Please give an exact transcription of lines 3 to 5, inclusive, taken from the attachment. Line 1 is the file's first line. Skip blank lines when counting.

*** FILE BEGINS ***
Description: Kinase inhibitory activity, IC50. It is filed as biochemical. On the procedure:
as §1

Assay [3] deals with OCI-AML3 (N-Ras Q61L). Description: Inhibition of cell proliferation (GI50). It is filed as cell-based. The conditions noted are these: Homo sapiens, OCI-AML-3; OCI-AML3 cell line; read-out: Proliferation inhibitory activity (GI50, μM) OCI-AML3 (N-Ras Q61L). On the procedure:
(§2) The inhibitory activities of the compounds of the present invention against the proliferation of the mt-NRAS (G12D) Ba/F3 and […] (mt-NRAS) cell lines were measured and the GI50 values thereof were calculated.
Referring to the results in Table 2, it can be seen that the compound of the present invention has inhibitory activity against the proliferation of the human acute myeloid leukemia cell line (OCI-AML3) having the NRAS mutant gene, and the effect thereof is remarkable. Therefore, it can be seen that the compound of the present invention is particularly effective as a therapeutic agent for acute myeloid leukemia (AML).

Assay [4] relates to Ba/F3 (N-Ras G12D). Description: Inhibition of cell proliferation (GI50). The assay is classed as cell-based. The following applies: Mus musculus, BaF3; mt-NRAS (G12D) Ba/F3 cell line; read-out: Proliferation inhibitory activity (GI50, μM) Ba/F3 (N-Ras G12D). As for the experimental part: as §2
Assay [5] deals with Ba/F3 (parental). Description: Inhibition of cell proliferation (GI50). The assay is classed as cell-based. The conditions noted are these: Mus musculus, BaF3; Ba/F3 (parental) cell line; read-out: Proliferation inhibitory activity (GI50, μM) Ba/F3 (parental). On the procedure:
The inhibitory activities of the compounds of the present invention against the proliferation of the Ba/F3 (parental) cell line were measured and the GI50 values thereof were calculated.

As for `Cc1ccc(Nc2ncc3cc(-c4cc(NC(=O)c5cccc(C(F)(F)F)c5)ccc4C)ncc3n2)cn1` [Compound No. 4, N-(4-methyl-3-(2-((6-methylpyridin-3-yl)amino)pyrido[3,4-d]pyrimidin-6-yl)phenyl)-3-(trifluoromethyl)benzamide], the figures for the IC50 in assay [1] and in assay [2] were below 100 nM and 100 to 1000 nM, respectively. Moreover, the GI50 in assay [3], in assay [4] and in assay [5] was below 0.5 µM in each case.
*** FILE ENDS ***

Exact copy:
Assay [3] deals with OCI-AML3 (N-Ras Q61L). Description: Inhibition of cell proliferation (GI50). It is filed as cell-based. The conditions noted are these: Homo sapiens, OCI-AML-3; OCI-AML3 cell line; read-out: Proliferation inhibitory activity (GI50, μM) OCI-AML3 (N-Ras Q61L). On the procedure:
(§2) The inhibitory activities of the compounds of the present invention against the proliferation of the mt-NRAS (G12D) Ba/F3 and […] (mt-NRAS) cell lines were measured and the GI50 values thereof were calculated.
Referring to the results in Table 2, it can be seen that the compound of the present invention has inhibitory activity against the proliferation of the human acute myeloid leukemia cell line (OCI-AML3) having the NRAS mutant gene, and the effect thereof is remarkable. Therefore, it can be seen that the compound of the present invention is particularly effective as a therapeutic agent for acute myeloid leukemia (AML).